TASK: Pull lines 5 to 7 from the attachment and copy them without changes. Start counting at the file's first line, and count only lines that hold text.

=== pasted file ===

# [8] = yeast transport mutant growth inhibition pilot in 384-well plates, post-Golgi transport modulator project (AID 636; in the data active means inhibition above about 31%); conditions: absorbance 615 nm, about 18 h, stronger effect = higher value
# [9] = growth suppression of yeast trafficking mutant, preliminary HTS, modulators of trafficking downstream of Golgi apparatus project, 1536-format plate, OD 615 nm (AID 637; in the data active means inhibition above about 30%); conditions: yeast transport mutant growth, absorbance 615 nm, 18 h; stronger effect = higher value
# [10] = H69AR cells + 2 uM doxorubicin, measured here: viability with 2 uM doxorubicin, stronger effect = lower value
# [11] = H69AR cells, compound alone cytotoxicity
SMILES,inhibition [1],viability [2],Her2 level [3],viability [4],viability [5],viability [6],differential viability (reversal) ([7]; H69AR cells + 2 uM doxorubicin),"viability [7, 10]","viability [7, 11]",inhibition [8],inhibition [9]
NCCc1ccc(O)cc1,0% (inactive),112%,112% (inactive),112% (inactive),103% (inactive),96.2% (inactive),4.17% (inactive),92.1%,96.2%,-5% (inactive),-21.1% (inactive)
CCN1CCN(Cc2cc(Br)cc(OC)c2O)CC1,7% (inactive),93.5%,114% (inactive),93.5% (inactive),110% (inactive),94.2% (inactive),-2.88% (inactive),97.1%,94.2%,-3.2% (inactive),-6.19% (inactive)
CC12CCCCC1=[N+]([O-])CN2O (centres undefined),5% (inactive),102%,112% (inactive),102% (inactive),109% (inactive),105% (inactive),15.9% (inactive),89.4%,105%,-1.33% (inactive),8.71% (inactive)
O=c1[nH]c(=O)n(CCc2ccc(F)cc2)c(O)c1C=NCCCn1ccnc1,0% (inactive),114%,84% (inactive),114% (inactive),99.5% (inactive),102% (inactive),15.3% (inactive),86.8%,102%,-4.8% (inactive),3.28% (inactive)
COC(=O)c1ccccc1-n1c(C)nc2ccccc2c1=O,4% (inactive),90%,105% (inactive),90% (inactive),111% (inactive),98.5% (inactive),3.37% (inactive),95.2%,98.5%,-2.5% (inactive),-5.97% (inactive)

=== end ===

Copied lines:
SMILES,inhibition [1],viability [2],Her2 level [3],viability [4],viability [5],viability [6],differential viability (reversal) ([7]; H69AR cells + 2 uM doxorubicin),"viability [7, 10]","viability [7, 11]",inhibition [8],inhibition [9]
NCCc1ccc(O)cc1,0% (inactive),112%,112% (inactive),112% (inactive),103% (inactive),96.2% (inactive),4.17% (inactive),92.1%,96.2%,-5% (inactive),-21.1% (inactive)
CCN1CCN(Cc2cc(Br)cc(OC)c2O)CC1,7% (inactive),93.5%,114% (inactive),93.5% (inactive),110% (inactive),94.2% (inactive),-2.88% (inactive),97.1%,94.2%,-3.2% (inactive),-6.19% (inactive)